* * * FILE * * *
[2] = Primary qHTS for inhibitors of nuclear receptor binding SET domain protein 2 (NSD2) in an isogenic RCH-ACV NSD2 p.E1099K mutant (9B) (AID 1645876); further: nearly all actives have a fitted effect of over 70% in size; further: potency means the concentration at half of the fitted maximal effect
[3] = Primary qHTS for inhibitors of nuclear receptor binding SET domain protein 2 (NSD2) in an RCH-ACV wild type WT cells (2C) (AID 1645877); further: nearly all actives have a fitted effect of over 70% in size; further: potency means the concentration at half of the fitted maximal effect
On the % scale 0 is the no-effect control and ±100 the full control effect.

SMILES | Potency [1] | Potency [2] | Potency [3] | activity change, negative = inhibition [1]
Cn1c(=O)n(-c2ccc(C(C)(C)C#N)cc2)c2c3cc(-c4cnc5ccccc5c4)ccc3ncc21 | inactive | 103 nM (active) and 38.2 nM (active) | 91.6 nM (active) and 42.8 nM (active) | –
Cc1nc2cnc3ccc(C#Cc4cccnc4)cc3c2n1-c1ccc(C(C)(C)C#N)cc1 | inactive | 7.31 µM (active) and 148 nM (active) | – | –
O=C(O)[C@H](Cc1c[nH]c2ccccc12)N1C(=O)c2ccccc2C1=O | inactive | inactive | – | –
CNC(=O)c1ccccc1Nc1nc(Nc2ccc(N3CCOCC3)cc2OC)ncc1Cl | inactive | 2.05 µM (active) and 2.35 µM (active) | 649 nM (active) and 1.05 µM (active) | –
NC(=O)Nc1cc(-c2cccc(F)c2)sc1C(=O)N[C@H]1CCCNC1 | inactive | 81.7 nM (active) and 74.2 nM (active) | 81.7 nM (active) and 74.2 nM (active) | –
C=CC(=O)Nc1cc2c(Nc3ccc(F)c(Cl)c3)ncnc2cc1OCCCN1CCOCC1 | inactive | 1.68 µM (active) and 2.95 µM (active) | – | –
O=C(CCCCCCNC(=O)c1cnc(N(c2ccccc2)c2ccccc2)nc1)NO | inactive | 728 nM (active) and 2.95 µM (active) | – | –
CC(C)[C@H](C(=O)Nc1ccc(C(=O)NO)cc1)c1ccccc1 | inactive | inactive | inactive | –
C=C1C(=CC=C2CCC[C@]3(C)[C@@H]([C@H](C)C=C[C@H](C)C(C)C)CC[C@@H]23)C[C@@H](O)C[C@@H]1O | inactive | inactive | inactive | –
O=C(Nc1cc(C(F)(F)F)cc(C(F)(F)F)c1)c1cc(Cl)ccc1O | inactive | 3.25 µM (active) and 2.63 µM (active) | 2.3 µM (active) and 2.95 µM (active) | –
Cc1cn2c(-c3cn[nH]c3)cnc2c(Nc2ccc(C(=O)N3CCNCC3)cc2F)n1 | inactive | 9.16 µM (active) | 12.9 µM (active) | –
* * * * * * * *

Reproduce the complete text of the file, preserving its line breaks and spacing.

[2] = Primary qHTS for inhibitors of nuclear receptor binding SET domain protein 2 (NSD2) in an isogenic RCH-ACV NSD2 p.E1099K mutant (9B) (AID 1645876); further: nearly all actives have a fitted effect of over 70% in size; further: potency means the concentration at half of the fitted maximal effect
[3] = Primary qHTS for inhibitors of nuclear receptor binding SET domain protein 2 (NSD2) in an RCH-ACV wild type WT cells (2C) (AID 1645877); further: nearly all actives have a fitted effect of over 70% in size; further: potency means the concentration at half of the fitted maximal effect
On the % scale 0 is the no-effect control and ±100 the full control effect.

SMILES | Potency [1] | Potency [2] | Potency [3] | activity change, negative = inhibition [1]
Cn1c(=O)n(-c2ccc(C(C)(C)C#N)cc2)c2c3cc(-c4cnc5ccccc5c4)ccc3ncc21 | inactive | 103 nM (active) and 38.2 nM (active) | 91.6 nM (active) and 42.8 nM (active) | –
Cc1nc2cnc3ccc(C#Cc4cccnc4)cc3c2n1-c1ccc(C(C)(C)C#N)cc1 | inactive | 7.31 µM (active) and 148 nM (active) | – | –
O=C(O)[C@H](Cc1c[nH]c2ccccc12)N1C(=O)c2ccccc2C1=O | inactive | inactive | – | –
CNC(=O)c1ccccc1Nc1nc(Nc2ccc(N3CCOCC3)cc2OC)ncc1Cl | inactive | 2.05 µM (active) and 2.35 µM (active) | 649 nM (active) and 1.05 µM (active) | –
NC(=O)Nc1cc(-c2cccc(F)c2)sc1C(=O)N[C@H]1CCCNC1 | inactive | 81.7 nM (active) and 74.2 nM (active) | 81.7 nM (active) and 74.2 nM (active) | –
C=CC(=O)Nc1cc2c(Nc3ccc(F)c(Cl)c3)ncnc2cc1OCCCN1CCOCC1 | inactive | 1.68 µM (active) and 2.95 µM (active) | – | –
O=C(CCCCCCNC(=O)c1cnc(N(c2ccccc2)c2ccccc2)nc1)NO | inactive | 728 nM (active) and 2.95 µM (active) | – | –
CC(C)[C@H](C(=O)Nc1ccc(C(=O)NO)cc1)c1ccccc1 | inactive | inactive | inactive | –
C=C1C(=CC=C2CCC[C@]3(C)[C@@H]([C@H](C)C=C[C@H](C)C(C)C)CC[C@@H]23)C[C@@H](O)C[C@@H]1O | inactive | inactive | inactive | –
O=C(Nc1cc(C(F)(F)F)cc(C(F)(F)F)c1)c1cc(Cl)ccc1O | inactive | 3.25 µM (active) and 2.63 µM (active) | 2.3 µM (active) and 2.95 µM (active) | –
Cc1cn2c(-c3cn[nH]c3)cnc2c(Nc2ccc(C(=O)N3CCNCC3)cc2F)n1 | inactive | 9.16 µM (active) | 12.9 µM (active) | –